This is slightly old news, but since last year, all cars sold in the US are required to have a tire pressure monitoring system (TPMS). These systems work through a sensor in each tire that monitors the tire pressure; the on-board computer in your car can read the output via a wireless connection.

To the average user, this might sound harmless. But to make sure your car only displays warnings about its own tires, each sensor has a unique ID. That means your care has four unique ID’s, which can be read remotely. Most current implementations don’t use any form of encryption, or other methods to hide the ID. That means anyone with some basic radio equipment can identify your car.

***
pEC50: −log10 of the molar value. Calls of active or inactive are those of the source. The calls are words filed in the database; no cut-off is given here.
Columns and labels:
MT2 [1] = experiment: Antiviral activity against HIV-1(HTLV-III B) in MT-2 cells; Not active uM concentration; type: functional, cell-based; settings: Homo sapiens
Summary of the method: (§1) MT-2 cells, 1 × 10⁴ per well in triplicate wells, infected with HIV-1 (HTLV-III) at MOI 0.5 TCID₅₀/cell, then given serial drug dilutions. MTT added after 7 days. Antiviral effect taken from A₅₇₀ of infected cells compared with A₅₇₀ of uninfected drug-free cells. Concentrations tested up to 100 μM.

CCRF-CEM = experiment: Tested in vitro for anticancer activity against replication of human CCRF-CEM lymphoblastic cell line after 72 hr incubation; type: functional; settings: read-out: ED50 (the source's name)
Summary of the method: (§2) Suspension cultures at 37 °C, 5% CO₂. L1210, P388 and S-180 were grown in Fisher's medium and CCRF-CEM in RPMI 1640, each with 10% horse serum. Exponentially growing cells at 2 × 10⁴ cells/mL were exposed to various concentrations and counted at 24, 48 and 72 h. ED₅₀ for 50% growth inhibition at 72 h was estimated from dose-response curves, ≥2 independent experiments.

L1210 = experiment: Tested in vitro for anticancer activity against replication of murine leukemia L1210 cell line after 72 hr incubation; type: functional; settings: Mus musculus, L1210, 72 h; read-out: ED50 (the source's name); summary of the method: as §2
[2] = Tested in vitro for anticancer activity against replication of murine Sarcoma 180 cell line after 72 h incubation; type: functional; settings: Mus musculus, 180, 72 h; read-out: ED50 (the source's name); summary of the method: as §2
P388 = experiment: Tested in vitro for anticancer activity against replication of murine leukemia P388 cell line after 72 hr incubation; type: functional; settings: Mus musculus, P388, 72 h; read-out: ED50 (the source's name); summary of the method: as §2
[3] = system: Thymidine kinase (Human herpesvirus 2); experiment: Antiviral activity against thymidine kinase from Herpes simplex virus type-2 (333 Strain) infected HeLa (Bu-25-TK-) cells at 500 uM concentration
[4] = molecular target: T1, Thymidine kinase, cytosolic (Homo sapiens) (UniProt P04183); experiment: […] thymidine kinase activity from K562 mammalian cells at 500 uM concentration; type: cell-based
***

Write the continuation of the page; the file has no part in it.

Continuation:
HexView has some suggestions for what you might do with this information, including:

  • Monitor where your car is by installing readers under roads
  • Use this information to send you speeding tickets

There are lots of other uses, and some might argue that this could be a great tool in the war on terror. The FBI can already track terrorists by following their cell phone signal, but creating a national database that tracks the location of every car in the country might just help them catch those terrorists… After all, you’ve got nothing to hide, do you?